Record Guide: Janáček’s Jenůfa

With Jenůfa the 50-year-old Leos Janáček finally found his own personal style. Jenůfa was composed during Janáček’s intensive study of Moravian folk music, but the folk-opera-like passages, the recruits’ and girls’ choruses are not quotations from folk tunes, but artful reworkings of folk material. Because Janáček’s musical style has virtually absorbed the melodic and harmonic characteristics of folk music, the impression of a folk background is nevertheless created.  The recordings Jenůfa are now quite numerous and it can be difficult to choose from them. All pre-1982 recordings are attributed to the first so-called “Prague version”, while most (but not all) subsequent recordings follow the “Brno version” edited by Charles Mackerras and John Tyrrell.

There are two older studio recordings on the Czech label Supraphon that are well worth a listen. One is from 1953 with the National Theatre ensemble conducted by Jaroslav Vogel and featuring Štěpánka Jelínková as Jenůfa, Marta Krásová as Kostelnička and the legendary Beno Blachut as Laca. The second is from the 1977 Brno Opera under František Jílek with Gabriela Beňačková as Jenůfa and Naděžda Kniplová as Kostelnička.

 

In addition to a number of older live recordings in German, such as the older ones with Anny Schlemm in Frankfurt (under Matačić) from 1961 and Hildegard Hillebrecht in Munich (under Kubelik)  from 1968 as Jenůfa, there is also a recording on BIS of the Prague version (although the Brno version was in use at the time) from an intense concertante performance at Carnegie Hall (under Eve Queler) in 1988 with Beňačková in the title role and Leonie Rysanek as Kostelnička. There is also a 1980 recording with Elisabeth Söderström from San Francisco (Albert Rosen) on the label Gala, a live recording which is, unsurprisingly, of poor sound quality.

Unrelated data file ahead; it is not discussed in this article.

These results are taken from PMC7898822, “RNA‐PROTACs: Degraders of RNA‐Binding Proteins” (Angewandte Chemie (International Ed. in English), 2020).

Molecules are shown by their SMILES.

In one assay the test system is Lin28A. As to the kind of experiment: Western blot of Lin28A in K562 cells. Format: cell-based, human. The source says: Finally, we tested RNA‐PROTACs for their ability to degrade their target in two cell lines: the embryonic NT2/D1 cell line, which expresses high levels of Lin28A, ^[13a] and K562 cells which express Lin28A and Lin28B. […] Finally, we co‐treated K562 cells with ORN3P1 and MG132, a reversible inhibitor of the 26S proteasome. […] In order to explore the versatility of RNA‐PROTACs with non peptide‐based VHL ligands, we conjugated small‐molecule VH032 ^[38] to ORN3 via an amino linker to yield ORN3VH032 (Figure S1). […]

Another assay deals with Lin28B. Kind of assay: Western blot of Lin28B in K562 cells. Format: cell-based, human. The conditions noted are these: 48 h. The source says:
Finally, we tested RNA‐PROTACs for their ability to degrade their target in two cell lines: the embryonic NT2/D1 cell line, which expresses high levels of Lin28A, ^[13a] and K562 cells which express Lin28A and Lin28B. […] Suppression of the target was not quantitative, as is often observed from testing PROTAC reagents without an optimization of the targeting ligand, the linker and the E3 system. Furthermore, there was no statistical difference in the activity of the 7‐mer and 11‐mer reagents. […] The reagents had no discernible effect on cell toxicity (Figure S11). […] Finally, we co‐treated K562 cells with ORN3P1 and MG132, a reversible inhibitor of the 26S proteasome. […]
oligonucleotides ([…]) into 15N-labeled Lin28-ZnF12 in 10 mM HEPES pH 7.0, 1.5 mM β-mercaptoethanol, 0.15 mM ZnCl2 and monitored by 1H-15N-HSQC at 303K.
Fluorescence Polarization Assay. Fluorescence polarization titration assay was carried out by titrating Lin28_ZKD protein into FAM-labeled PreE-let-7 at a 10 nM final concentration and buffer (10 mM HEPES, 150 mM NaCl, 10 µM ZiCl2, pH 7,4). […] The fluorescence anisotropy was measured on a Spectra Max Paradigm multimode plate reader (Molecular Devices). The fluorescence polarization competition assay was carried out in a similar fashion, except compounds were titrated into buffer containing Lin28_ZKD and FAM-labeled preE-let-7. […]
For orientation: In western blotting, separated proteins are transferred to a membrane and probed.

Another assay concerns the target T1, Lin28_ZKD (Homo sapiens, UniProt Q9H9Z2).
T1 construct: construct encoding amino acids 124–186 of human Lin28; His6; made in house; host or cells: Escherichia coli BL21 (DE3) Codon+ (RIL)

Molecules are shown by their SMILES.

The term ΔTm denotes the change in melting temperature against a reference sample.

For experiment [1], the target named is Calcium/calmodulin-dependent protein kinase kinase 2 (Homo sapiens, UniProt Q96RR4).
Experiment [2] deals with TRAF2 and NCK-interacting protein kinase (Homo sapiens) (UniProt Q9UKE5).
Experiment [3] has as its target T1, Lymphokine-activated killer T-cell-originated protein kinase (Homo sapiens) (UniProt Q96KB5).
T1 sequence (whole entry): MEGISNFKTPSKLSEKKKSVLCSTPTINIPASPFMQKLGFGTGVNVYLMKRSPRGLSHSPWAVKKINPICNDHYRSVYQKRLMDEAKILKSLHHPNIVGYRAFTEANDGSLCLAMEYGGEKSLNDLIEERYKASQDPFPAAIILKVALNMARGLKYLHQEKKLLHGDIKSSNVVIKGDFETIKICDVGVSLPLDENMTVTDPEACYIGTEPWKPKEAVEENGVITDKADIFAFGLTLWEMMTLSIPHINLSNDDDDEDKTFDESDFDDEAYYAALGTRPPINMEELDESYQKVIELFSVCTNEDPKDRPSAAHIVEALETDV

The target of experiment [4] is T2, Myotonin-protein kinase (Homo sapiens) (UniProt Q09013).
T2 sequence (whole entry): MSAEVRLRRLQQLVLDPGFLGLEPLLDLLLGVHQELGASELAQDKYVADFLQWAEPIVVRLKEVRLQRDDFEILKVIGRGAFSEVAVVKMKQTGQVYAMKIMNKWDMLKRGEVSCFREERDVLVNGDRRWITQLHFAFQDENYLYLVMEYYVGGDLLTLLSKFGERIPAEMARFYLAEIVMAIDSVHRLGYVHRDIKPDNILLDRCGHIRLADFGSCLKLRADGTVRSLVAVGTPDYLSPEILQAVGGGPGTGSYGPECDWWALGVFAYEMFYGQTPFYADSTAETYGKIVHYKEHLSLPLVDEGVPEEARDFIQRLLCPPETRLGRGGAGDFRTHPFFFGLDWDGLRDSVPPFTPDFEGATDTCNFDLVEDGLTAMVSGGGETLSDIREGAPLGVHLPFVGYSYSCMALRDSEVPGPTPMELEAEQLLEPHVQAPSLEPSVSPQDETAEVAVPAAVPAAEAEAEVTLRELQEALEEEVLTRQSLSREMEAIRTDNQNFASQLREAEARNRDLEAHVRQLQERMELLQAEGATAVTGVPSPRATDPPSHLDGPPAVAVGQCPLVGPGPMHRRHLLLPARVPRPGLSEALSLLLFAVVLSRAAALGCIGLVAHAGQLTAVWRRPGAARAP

Bernard Haitink’s 2001 live recording from Covent Garden on Erato has a varying artistic quality, however, with a superb Karita Mattila in the title role.

With his recordings for Decca, Sir Charles Mackerras’ name is almost synonymous with Czech music, and his version of Jenůfa with Elisabeth Söderström has a place of its own in recording history. Mackerras’ later recording of the Welsh National Opera version for Chandos in 2003, with Janice Watson as Jenůfa and Rosalind Plowright as Kostelnička, is also artistically impeccable.

 

Apart from Mackerras’ Decca recording, arguably the best recording of Jenůfa is the 1969 EMI/Warner recording (in association with Supraphon) with the Prague National Theatre Soloists conducted by Bohumil Gregor, with Libuše Domanínská in the title role. Domaninská has a more girlish soprano than the vocally broader Beňačková, but both are excellent interpreters of Jenůfa. However, the highlight of the EMI/Warner recording, apart from the polished orchestral playing under Bohumil Gregor, is Naděžda Kniplová’s incomparable portrait of Kostelnička. The singer even surpasses herself on the later Supraphon recording from 1977. Her imposing appearance and singing technique, with its powerful chest tone, high register and crisp, sharp phrasing, are unique.

Oehms Classics’ 2017 recording from a performance of Jenůfa in Graz in May 2014 stands up remarkably well to the competition. The vocal ensemble is international, the orchestral playing under conductor Dirk Kaftan is well-differentiated and engaging, and the sound reproduction is brilliant, to say the least. Jenůfa is sung by Israeli soprano Gal James and her lyrically warm soprano is sometimes reminiscent of Elisabeth Söderström. As Kostelnička, German mezzo Iris Vermillion gives a highly theatrical performance, although her voice wobbles a little, but no more than many others of her age (50+) in this difficult role.

Later this year, a live recording of Jenůfa from the Royal Opera in Stockholm in 1976 will be released on the Swedish label Sterling. It is from a live performance in Swedish with Laila Andersson-Palme (who alternated with Elisabeth Söderström) in the title role and Kerstin Meyer as Kostelnička.

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